"The age gap definitely turned some heads during my childhood, never more so than when I became an uncle at 13 years old. Conversely, no one paid any attention to the times when my younger sister and I shared a school or an extracurricular activity. For the most part, though, most of the stigma came from other children my own age. The adults in my life, be it my parents, teachers, or coaches, never made me feel as though it was odd to have such an older sibling."

Though one person's experience with having significantly older siblings might not be the same as another person's experience, Sulloway said it's possible that the youngest siblings may feel lonelier than only children:

"It's possible that if you're a later born with a large gap and you do have a sibling around but you never interact with that sibling much, that you feel lonelier than if you were an only child and never know what it might be like to have a sibling. But who knows? With so many of those things where you can make up an explanation from the armchair, [it] may or may not apply in any individual case," Sulloway said. kid-with-shorter-younger-brotherHaving siblings with significant age gaps doesn't lend itself to "typical" sibling interactions, like entertaining each other and eating meals together every day. This could, perhaps, reflect the findings in a 1992 study in the Journal of Marriage and the Family, which suggested that adults have greater contact with full siblings than half or step-siblings, and that adults tend to live farther away from half-siblings and step-siblings than full siblings.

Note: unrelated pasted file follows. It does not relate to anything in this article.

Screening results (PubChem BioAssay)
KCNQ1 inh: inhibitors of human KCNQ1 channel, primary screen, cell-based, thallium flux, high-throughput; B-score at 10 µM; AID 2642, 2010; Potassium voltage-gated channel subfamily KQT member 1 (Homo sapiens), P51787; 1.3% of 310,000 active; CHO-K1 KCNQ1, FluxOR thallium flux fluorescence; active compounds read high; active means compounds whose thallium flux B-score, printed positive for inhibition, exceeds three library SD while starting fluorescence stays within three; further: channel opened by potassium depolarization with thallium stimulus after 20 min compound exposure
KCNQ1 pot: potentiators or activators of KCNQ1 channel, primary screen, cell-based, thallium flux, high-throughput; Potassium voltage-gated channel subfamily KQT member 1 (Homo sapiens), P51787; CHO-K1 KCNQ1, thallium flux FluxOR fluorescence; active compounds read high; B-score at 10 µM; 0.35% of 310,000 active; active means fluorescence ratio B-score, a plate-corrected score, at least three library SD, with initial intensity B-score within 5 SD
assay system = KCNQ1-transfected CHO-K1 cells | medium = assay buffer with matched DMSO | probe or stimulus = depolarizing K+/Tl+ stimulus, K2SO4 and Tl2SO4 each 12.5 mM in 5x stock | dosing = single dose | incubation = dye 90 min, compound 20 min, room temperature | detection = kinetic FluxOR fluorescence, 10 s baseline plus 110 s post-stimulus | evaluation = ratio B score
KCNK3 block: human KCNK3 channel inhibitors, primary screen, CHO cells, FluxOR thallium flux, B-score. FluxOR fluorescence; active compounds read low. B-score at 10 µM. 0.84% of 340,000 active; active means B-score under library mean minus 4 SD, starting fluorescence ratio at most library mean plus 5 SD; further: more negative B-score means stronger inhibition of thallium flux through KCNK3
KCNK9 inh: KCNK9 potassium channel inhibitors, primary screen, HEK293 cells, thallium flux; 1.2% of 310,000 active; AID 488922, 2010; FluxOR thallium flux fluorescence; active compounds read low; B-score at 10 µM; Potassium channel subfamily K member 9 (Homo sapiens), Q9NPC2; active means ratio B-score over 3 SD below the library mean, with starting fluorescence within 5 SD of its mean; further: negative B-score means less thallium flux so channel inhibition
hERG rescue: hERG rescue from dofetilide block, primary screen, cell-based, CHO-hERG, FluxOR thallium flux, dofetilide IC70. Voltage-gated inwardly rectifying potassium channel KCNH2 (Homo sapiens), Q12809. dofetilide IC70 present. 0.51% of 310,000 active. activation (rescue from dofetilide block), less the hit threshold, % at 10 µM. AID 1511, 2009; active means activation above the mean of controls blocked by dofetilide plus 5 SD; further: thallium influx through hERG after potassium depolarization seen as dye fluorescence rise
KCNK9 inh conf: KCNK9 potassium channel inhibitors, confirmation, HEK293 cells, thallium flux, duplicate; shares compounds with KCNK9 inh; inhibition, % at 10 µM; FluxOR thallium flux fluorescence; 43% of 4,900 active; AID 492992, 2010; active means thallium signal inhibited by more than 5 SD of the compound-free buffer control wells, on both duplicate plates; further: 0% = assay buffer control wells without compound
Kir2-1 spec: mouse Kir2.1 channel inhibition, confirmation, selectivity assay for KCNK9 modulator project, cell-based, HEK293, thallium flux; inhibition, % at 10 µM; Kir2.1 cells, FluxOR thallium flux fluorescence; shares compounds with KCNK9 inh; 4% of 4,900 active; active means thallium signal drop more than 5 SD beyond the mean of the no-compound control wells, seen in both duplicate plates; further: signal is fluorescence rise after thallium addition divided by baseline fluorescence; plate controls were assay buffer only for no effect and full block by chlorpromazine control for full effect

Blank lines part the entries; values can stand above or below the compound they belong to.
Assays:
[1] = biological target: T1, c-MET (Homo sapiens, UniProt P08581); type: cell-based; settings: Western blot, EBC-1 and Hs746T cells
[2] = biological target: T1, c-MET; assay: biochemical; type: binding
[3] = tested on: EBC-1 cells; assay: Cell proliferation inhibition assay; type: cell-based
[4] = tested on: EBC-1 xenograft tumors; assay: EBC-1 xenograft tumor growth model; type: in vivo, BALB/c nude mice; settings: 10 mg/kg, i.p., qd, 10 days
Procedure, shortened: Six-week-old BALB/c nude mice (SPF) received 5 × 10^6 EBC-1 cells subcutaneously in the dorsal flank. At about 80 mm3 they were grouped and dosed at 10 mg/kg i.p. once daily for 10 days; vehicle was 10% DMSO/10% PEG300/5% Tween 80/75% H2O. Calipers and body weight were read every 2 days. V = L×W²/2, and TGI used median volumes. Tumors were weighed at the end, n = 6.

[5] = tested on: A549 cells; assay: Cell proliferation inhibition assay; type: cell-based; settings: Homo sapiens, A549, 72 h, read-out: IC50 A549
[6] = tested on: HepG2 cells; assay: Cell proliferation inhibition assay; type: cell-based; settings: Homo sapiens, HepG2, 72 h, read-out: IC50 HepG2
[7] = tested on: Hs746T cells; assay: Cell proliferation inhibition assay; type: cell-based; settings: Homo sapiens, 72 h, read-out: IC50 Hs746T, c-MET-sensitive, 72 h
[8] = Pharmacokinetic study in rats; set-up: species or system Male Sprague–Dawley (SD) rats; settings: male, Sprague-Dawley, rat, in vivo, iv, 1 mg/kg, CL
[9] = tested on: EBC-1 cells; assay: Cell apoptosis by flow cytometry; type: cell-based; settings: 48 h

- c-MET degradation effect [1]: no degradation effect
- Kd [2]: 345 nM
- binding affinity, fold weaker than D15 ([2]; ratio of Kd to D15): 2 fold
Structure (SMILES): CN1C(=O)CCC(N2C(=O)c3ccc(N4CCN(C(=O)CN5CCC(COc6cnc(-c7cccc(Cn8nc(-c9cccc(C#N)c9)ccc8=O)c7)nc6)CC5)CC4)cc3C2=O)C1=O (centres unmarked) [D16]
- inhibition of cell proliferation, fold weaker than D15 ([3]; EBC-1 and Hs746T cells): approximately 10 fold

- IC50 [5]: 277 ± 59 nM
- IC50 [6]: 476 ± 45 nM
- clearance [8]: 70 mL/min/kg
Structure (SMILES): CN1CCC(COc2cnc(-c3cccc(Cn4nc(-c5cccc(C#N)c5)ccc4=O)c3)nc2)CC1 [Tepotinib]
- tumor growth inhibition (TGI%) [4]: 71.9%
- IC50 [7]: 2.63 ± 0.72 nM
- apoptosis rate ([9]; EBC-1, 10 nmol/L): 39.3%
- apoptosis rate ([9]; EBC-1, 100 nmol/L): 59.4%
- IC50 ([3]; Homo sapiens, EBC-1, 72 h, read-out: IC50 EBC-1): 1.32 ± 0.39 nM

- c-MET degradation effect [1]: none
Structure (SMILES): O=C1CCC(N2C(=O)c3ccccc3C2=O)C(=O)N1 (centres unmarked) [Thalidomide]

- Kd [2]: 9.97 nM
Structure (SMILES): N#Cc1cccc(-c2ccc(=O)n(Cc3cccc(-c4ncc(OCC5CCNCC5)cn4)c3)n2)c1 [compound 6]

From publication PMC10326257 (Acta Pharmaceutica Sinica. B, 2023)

John Wiskowski, 37, of Royersford, Pennsylvania, who is 14 years younger than his sister, told ATTN: he grew up envying the close sibling relationship of television's "90210" twins Brandon and Brenda.

"I always wanted a twin sister like Brandon and Brenda on 90210! Or at least have had the opportunity to go to school together and have her to watch over me, guide me, take me home after school. The most vivid memories I have are falling asleep at night to her blasting 80s music while she was getting ready to go out with her friends. I wish we could have gone out together, or been close enough that she could tell me where she was going and what she was up to. We only spent time together when my parents went away and she had to babysit me, but usually her friends were around as well."

Some people, however, wouldn't want to have it any other way.

Zamora told ATTN: she appreciates having a much older brother because he's like an "inside man" who teaches her a lot:

"Him being older by so many years makes me feel older, in a way," she said. "Because we are so close I feel like his maturity rubs off on me, which is pretty cool. If we were closer in age, our relationship would be much different from how it is now and, truthfully, I don't know if we'd be as close as we are now."

North Carolina resident Stephanie Villagra, 27, told ATTN: she notices the judgmental reactions around the huge sibling age gap, but that having much older siblings helped her as a child of immigrants. Villagra can also better relate to her older siblings now that she is an adult, so she no longer feels like an only child as she once did.

"People have expressed to me how advantageous it is to have all their kids back to back and 'get it over with' and how practical it is to have a built-in friend group of sorts," Villagra said. "However, in my particular experience, it worked out really well for me to have older siblings. My parents were a lot less strict with me than they were with my brother and two sisters. Also, as a daughter of immigrants who spoke very little English, it was nice to have an extra set of pseudo-parents to help with things like visiting colleges or love advice without having to awkwardly talk to my parents about it."

Though there have been times in my own life in which I've wished I could have been born ten years earlier, I know that families come in many shapes, sizes, and forms. Just because I'm much younger than my siblings doesn't mean we can't have a relationship, and one awesome benefit I've experienced as a much younger sibling is becoming an aunt early in life. My older siblings were like cool uncles and aunts to me growing up, and now I can return the favor as an actual aunt to their children.